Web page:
If argc==1, then argv[1] == NULL. Evaluating argv[1] is perfectly valid, but it yields a null pointer. Passing a null pointer to printf with a "%s" option has undefined behavior. I suppose you could call this a format string problem, but the real problem is using a null pointer when a non-null pointer to a string is required.

If argc >= 2, then argv[1] is guaranteed to point to a string, printf("%s", argv[1]) will simply print the characters of that string, up to but not including the terminating '\0' (which is guaranteed to be exist).

There is still a potential vulnerability in that case. Quoting N1570 paragraph 15:

The number of characters that can be produced by any single conversion shall be at least 4095.

(N1570 is a draft of the C standard; C++ refers to the C standard for portions of its standard library.)

Which means that an implementation may limit the number of characters produced by the printf call. In practice, there's probably no reason to impose a fixed limit; printf can simply print characters, one at a time, until it reaches the end of the string. But in principle, if strlen(argv[1]) > 4095, and if the current implementation imposes such a limit, then the behavior could be undefined.

Still, this isn't what I'd call a "stack overflow" -- particularly since the C++ standard does not use the word "stack" (except for a couple of brief references to "stack unwinding").

Most of these problems can be avoided by checking first:

if (argc >= 2) {
    printf("%s", argv[1]);

or, if you're feeling paranoid:

if (argc >= 2 && argv[1] != NULL) {
    printf("%s", argv[1]);
share|improve this answer
The C standard does not use the word “stack”, but security experts use the words “stack overflow”, with a precise meaning. Just because the C standard does not use the word does not mean that the concept does not exist. (And this is a shift in thinking that I still have trouble with, and I am not the only one to have difficulties with the security mindset considering how difficult it was to get the answer I was looking for when I asked stackoverflow.com/questions/23480542 , or perhaps it is my fault again for not explaining it well). –  Pascal Cuoq Jun 15 '14 at 19:49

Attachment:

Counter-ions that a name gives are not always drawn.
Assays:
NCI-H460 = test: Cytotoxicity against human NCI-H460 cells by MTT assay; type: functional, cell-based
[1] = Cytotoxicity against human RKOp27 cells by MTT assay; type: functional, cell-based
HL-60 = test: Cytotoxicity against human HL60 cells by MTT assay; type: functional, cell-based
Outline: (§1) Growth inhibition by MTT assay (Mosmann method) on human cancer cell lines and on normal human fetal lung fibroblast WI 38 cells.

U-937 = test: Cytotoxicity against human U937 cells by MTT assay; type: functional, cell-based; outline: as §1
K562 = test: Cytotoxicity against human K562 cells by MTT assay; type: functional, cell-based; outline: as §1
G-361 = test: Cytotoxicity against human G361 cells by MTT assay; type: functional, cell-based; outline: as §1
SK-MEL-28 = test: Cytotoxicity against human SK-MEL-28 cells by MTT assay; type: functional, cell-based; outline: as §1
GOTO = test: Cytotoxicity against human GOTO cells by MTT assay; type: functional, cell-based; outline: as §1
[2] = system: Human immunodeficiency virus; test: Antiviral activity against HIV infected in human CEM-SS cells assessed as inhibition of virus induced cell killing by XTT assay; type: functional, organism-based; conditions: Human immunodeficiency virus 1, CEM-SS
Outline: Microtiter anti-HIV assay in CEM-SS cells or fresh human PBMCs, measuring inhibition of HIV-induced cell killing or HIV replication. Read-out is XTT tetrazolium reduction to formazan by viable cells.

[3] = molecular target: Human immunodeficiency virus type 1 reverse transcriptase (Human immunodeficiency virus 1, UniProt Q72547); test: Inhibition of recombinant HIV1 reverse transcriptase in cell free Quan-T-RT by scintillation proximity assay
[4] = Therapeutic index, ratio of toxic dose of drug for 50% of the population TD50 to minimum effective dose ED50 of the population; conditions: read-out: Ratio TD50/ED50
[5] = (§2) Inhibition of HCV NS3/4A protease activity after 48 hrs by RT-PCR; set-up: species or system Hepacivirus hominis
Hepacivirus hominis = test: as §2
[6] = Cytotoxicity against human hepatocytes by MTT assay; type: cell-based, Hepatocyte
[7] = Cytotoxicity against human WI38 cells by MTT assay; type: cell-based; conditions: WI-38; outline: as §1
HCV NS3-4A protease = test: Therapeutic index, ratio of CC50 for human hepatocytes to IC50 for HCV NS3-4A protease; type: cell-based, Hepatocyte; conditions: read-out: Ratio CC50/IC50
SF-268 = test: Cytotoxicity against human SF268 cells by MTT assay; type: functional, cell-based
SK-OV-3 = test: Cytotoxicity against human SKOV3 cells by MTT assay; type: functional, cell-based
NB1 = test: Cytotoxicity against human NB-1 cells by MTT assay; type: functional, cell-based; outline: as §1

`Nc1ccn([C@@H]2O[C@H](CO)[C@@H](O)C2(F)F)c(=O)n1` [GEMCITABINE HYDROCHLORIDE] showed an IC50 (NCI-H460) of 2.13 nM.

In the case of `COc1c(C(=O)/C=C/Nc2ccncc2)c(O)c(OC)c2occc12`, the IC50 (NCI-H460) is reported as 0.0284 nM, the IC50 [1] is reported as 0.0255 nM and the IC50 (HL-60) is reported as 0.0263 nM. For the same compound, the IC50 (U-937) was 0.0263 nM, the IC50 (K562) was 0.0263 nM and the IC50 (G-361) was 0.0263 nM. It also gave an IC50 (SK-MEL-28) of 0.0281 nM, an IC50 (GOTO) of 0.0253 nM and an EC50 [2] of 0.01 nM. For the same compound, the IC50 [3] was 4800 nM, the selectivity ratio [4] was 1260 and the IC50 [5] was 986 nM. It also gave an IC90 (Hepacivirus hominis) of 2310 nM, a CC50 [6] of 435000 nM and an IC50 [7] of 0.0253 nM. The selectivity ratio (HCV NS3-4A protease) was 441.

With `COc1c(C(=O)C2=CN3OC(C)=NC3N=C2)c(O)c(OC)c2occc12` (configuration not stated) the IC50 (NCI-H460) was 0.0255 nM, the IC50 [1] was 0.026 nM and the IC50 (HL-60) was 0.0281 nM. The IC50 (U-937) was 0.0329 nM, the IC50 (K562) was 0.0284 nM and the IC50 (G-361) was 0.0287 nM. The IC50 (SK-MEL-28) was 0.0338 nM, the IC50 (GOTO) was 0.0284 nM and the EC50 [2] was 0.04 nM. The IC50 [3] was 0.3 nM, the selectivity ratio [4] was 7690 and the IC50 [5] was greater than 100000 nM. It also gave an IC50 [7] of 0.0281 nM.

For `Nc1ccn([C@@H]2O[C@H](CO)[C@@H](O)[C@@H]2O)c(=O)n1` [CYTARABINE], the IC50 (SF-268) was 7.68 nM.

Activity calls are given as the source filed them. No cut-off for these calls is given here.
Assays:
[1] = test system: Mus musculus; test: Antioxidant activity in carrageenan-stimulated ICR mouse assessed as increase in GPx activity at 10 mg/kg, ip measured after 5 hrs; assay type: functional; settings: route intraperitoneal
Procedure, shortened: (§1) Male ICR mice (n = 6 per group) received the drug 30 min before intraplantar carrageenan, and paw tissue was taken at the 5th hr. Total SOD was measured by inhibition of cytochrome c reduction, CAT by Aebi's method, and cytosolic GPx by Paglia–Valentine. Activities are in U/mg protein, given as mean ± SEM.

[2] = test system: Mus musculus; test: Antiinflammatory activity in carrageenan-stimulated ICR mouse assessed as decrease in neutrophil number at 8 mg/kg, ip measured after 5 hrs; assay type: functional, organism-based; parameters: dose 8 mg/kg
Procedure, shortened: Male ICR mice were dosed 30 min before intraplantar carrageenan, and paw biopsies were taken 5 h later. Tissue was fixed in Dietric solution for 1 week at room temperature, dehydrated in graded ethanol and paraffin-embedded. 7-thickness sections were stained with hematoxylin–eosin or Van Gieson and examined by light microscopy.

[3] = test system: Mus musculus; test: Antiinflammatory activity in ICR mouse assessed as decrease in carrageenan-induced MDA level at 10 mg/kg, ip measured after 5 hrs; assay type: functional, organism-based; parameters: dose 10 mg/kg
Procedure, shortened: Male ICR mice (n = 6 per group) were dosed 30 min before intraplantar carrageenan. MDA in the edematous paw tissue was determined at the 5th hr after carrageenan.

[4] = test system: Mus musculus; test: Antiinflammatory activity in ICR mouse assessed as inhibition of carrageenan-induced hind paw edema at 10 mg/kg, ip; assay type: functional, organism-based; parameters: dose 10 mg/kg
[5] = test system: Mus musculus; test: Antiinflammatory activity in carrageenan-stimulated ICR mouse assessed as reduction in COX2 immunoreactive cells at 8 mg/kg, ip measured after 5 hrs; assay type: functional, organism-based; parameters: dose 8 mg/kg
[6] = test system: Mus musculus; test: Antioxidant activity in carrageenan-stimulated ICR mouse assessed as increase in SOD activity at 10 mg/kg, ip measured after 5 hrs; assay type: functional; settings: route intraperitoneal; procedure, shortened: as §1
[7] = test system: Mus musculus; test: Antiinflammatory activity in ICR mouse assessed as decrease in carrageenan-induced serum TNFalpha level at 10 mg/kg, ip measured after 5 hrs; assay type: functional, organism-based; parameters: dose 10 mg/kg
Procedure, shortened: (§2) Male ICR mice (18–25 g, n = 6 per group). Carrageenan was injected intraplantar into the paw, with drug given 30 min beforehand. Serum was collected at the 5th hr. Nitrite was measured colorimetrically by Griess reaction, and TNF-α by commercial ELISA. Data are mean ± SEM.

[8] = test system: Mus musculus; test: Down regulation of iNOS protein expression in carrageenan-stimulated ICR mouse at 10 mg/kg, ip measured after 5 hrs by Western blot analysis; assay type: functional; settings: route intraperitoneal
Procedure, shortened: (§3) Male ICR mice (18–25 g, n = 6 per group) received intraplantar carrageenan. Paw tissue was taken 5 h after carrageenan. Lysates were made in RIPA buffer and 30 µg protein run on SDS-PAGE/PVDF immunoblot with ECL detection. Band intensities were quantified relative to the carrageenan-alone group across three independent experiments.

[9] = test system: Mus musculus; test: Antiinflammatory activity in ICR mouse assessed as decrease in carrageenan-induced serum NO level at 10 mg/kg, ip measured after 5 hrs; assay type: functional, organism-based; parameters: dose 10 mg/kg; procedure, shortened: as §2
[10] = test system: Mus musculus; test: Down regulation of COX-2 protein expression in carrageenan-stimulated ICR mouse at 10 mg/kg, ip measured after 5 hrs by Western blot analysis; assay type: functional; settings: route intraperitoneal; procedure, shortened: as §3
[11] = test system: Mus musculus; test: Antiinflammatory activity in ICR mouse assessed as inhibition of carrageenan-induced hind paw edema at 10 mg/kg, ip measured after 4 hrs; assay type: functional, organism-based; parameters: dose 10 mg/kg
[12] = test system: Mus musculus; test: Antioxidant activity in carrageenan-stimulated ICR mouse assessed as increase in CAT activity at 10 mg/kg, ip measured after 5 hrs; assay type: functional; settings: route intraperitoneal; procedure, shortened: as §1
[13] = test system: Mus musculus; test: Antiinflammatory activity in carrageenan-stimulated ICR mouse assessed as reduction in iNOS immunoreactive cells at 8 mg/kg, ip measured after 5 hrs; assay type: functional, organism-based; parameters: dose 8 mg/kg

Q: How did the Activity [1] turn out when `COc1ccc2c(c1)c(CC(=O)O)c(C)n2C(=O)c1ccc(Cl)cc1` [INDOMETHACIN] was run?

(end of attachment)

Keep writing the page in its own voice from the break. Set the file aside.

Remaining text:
I don't think that the pointer addition in *(argv+1) has undefined behavior, because it is “one-past”. Dereferencing it is clearly undefined behavior. –  Pascal Cuoq Jun 15 '14 at 19:51
@Jefffrey: Yes, so if argc == 0, then argv[0] is guaranteed to be 0. What does that say about argv[1]? –  Keith Thompson Jun 15 '14 at 19:56
@Jefffrey: Yes, fixed. (It could be tricky, though. If argc == 0, then that would seem to imply a zero-length array -- but C doesn't have zero-length arrays.) –  Keith Thompson Jun 15 '14 at 19:58
argv has length argc + 1, because it must contain a terminating null pointer in all circumstances. The problem of it being 0-sized does not arise. –  Pascal Cuoq Jun 15 '14 at 20:00

On a Unix system argv[1] can be an invalid memory access in and of itself (case argc==0), a pointer to a well-formed string (argc >= 2), or NULL (argc == 1).

The problem with printf("%s", argv[1]); is using a pointer (argv[1]) without having checked that it was valid. Anything that happens later is only a secondary consequence. The problem is the failure to validate that argv[1] is what is intended before using it. It might fall under the very general CWE20: Improper Input Validation. It is misleading to call it a buffer overflow or a stack overflow.